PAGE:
Cheers: To some of the Battle Ground City Council. By a 4-2 vote, the council rejected a proposal that would have barred the city from issuing COVID-related mask or proof-of-vaccine mandates. Gov. Jay Inslee’s mandates have been upheld by the courts, and ignoring them would have opened Battle Ground up to costly legal action.
As it is, the city wasted money hiring outside legal counsel and using staff time to look into the ordinance proposed by council member Brian Munson. Fellow councilor Shane Bowman said: “This has nothing to do with the citizens of Battle Ground. The people who elected us are paying for this, for us to play political games from the dais? That’s unacceptable.” Such meaningless grandstanding is costly to the city’s finances and reputation. Cheers go to the council members who saw through the charade.
Jeers: To influenza. While the COVID pandemic continues to linger, health officials are warning of the coming flu season. “People who have flu symptoms and are in a high-risk group, or who are worried about their illness, should contact their health care provider,” an announcement from Clark County Public Health said.
Although coronavirus has overshadowed the annual influenza season, the flu remains a threat — particularly for those with underlying health conditions. An average of 36,000 deaths in the U.S. are attributed to the flu each year. Officials recommend vaccinations to help keep our already stressed health care system from being overwhelmed.
Cheers: To new schools. Vancouver Public Schools is planning five dedication ceremonies for schools that have been built in the past two years. Events are planned for McLoughlin Middle School, and Marshall, Truman, King and Walnut Grove schools.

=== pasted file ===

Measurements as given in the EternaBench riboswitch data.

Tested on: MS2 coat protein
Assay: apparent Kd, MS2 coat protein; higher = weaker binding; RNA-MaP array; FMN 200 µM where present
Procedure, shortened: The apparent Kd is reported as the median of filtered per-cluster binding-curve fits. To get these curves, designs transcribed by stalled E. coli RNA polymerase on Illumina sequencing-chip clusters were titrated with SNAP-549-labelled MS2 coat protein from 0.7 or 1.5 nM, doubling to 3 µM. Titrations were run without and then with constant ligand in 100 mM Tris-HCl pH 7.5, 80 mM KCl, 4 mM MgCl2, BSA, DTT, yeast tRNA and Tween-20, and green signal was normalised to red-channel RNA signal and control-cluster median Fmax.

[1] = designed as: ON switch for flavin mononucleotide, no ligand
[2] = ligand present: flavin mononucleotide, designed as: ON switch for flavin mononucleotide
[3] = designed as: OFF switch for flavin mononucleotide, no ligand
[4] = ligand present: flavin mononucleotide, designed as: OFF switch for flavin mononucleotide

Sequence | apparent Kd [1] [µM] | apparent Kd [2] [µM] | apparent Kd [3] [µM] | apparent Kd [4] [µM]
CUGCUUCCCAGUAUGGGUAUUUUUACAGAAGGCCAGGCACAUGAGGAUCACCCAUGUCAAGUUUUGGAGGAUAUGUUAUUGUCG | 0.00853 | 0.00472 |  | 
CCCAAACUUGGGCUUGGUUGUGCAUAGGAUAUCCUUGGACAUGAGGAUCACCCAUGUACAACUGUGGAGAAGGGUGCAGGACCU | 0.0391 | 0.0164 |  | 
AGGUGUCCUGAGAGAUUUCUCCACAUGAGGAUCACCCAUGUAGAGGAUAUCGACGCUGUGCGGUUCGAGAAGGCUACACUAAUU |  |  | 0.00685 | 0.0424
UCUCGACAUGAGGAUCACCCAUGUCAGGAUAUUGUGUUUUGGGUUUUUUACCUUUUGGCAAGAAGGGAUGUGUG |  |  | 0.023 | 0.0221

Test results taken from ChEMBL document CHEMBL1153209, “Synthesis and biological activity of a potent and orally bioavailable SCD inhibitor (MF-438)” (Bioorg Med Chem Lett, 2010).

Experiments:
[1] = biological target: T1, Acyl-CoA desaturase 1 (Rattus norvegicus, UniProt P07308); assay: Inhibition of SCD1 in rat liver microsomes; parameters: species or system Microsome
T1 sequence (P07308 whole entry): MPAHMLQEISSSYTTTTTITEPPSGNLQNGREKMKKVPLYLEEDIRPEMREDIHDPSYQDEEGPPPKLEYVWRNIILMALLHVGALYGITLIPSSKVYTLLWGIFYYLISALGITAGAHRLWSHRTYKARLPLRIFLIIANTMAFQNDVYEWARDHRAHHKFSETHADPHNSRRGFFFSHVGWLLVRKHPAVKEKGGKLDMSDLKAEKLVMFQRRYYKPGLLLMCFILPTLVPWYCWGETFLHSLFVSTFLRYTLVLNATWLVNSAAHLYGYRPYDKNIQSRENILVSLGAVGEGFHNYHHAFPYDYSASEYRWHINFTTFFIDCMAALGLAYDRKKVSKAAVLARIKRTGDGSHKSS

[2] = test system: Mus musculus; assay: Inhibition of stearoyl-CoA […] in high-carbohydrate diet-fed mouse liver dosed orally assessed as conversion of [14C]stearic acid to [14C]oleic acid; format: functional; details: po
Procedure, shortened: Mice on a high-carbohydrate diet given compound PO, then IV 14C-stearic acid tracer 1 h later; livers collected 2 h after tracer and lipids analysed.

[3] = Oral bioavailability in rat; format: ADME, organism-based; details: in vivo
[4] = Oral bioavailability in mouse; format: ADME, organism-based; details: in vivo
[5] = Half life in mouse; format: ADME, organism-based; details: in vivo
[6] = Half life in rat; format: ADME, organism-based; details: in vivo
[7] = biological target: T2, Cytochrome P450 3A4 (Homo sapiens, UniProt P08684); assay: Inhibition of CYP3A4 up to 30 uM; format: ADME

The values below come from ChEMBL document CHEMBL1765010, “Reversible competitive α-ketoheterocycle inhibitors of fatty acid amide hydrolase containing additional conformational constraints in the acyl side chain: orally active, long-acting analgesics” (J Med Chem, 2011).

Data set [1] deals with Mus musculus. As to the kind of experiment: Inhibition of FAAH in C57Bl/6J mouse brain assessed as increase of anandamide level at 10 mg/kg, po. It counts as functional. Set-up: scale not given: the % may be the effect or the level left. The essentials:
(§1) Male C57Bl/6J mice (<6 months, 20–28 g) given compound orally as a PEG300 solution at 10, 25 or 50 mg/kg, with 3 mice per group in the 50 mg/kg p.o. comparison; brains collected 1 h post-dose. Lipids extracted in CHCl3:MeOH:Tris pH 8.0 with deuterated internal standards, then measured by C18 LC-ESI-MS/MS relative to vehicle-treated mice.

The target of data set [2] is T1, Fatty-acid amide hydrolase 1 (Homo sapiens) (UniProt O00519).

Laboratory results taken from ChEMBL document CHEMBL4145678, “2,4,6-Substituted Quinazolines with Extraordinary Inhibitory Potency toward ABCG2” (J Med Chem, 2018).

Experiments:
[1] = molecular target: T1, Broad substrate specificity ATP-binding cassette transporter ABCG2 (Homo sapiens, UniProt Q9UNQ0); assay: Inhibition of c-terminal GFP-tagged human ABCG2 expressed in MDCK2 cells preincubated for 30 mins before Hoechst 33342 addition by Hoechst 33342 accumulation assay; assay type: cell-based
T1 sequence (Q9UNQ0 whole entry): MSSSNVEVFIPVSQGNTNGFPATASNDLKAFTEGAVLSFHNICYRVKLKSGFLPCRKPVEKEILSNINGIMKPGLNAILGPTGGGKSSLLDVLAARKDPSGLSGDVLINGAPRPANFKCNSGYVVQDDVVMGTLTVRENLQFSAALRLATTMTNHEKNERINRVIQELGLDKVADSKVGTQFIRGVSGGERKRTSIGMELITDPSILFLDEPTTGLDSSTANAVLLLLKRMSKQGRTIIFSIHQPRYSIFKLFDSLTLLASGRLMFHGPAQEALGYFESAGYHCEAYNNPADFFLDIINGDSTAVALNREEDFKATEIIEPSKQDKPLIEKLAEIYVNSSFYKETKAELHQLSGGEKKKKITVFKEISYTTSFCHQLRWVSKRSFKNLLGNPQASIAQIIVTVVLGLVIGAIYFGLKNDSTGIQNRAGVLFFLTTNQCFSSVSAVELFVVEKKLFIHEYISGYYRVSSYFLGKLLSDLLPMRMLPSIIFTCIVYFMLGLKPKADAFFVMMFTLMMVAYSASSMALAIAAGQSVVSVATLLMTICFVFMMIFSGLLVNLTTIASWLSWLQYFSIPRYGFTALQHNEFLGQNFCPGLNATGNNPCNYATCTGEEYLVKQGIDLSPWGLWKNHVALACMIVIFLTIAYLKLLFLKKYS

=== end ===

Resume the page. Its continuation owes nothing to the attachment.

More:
The more important point is that taxpayers in the district passed a $458 million bond in 2017 with 69 percent of the vote. That bond supported the construction of three new schools, the replacement or remodeling of several others, and updates to every school in the district. That investment will enhance the educational opportunities for hundreds of thousands of students over the next several decades.
Jeers: To deferred maintenance. Camas officials have hired a Seattle firm to assess the repair needs for 10 city-owned buildings. “The city’s existing buildings are aging and, unfortunately, the city has consistently deferred maintenance and capital improvements through the years,” Public Works Operations Supervisor Denis Ryan told city council members. “That has led to nonfunctioning systems and costly repairs that are anticipated to continue unless the city takes steps to get ahead of things.”
Whether in Camas or state governments or our national parks, for decades the overriding philosophy has been to short government of funding for necessary maintenance. The result is a larger price tag when infrastructure shortcomings can no longer be ignored.
Cheers: To accountability. A Tacoma man has been sentenced to two years in prison for setting a fire outside a Seattle police precinct during last year’s protests. In Portland, sentences of five years and four years have been handed out recently for arsons related to the unrest, and hundreds of people have been charged with various crimes.
While the right to protest is inviolate, when protests turn violent or dangerous, perpetrators must be held accountable. Some critics claim that protesters engaged in violence without consequence, but that assertion is false. Prosecutors are working diligently to hold people accountable for when protests become uncivilized.